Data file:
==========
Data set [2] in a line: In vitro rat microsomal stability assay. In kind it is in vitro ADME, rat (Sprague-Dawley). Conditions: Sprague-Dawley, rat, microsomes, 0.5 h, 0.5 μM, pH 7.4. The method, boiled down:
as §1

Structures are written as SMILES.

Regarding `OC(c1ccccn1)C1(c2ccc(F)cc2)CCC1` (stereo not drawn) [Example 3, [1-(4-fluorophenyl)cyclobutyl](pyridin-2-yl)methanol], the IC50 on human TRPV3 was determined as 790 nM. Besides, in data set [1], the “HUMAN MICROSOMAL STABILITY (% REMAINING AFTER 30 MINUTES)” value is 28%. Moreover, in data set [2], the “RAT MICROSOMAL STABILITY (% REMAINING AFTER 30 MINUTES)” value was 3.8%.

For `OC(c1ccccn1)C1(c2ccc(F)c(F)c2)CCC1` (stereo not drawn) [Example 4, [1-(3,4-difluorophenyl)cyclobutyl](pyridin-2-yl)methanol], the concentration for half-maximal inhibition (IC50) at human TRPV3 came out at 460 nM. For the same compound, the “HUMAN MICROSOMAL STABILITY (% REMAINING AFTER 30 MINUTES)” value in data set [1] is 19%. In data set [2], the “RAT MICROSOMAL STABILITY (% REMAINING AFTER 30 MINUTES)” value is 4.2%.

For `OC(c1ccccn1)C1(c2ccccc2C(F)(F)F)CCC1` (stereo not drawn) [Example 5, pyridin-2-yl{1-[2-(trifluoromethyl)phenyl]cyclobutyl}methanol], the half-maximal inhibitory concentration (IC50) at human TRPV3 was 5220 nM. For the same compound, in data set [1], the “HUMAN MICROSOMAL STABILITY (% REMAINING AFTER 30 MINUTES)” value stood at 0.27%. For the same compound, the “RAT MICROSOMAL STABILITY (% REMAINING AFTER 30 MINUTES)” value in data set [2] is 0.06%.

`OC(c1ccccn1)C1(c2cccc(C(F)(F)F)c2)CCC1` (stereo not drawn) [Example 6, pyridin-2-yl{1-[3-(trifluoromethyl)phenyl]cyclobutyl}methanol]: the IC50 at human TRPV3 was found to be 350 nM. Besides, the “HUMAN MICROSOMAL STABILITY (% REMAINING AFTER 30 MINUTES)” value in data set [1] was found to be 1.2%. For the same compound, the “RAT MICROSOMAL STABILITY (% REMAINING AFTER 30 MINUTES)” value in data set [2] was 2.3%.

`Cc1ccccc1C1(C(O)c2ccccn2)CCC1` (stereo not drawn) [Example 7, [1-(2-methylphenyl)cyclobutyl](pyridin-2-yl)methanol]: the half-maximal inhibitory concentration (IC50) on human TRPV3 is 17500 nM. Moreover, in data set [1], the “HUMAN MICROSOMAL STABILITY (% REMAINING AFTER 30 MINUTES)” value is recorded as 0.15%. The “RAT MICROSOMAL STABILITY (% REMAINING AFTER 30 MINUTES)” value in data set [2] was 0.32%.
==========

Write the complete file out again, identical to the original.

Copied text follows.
Data set [2] in a line: In vitro rat microsomal stability assay. In kind it is in vitro ADME, rat (Sprague-Dawley). Conditions: Sprague-Dawley, rat, microsomes, 0.5 h, 0.5 μM, pH 7.4. The method, boiled down:
as §1

Structures are written as SMILES.

Regarding `OC(c1ccccn1)C1(c2ccc(F)cc2)CCC1` (stereo not drawn) [Example 3, [1-(4-fluorophenyl)cyclobutyl](pyridin-2-yl)methanol], the IC50 on human TRPV3 was determined as 790 nM. Besides, in data set [1], the “HUMAN MICROSOMAL STABILITY (% REMAINING AFTER 30 MINUTES)” value is 28%. Moreover, in data set [2], the “RAT MICROSOMAL STABILITY (% REMAINING AFTER 30 MINUTES)” value was 3.8%.

For `OC(c1ccccn1)C1(c2ccc(F)c(F)c2)CCC1` (stereo not drawn) [Example 4, [1-(3,4-difluorophenyl)cyclobutyl](pyridin-2-yl)methanol], the concentration for half-maximal inhibition (IC50) at human TRPV3 came out at 460 nM. For the same compound, the “HUMAN MICROSOMAL STABILITY (% REMAINING AFTER 30 MINUTES)” value in data set [1] is 19%. In data set [2], the “RAT MICROSOMAL STABILITY (% REMAINING AFTER 30 MINUTES)” value is 4.2%.

For `OC(c1ccccn1)C1(c2ccccc2C(F)(F)F)CCC1` (stereo not drawn) [Example 5, pyridin-2-yl{1-[2-(trifluoromethyl)phenyl]cyclobutyl}methanol], the half-maximal inhibitory concentration (IC50) at human TRPV3 was 5220 nM. For the same compound, in data set [1], the “HUMAN MICROSOMAL STABILITY (% REMAINING AFTER 30 MINUTES)” value stood at 0.27%. For the same compound, the “RAT MICROSOMAL STABILITY (% REMAINING AFTER 30 MINUTES)” value in data set [2] is 0.06%.

`OC(c1ccccn1)C1(c2cccc(C(F)(F)F)c2)CCC1` (stereo not drawn) [Example 6, pyridin-2-yl{1-[3-(trifluoromethyl)phenyl]cyclobutyl}methanol]: the IC50 at human TRPV3 was found to be 350 nM. Besides, the “HUMAN MICROSOMAL STABILITY (% REMAINING AFTER 30 MINUTES)” value in data set [1] was found to be 1.2%. For the same compound, the “RAT MICROSOMAL STABILITY (% REMAINING AFTER 30 MINUTES)” value in data set [2] was 2.3%.

`Cc1ccccc1C1(C(O)c2ccccn2)CCC1` (stereo not drawn) [Example 7, [1-(2-methylphenyl)cyclobutyl](pyridin-2-yl)methanol]: the half-maximal inhibitory concentration (IC50) on human TRPV3 is 17500 nM. Moreover, in data set [1], the “HUMAN MICROSOMAL STABILITY (% REMAINING AFTER 30 MINUTES)” value is recorded as 0.15%. The “RAT MICROSOMAL STABILITY (% REMAINING AFTER 30 MINUTES)” value in data set [2] was 0.32%.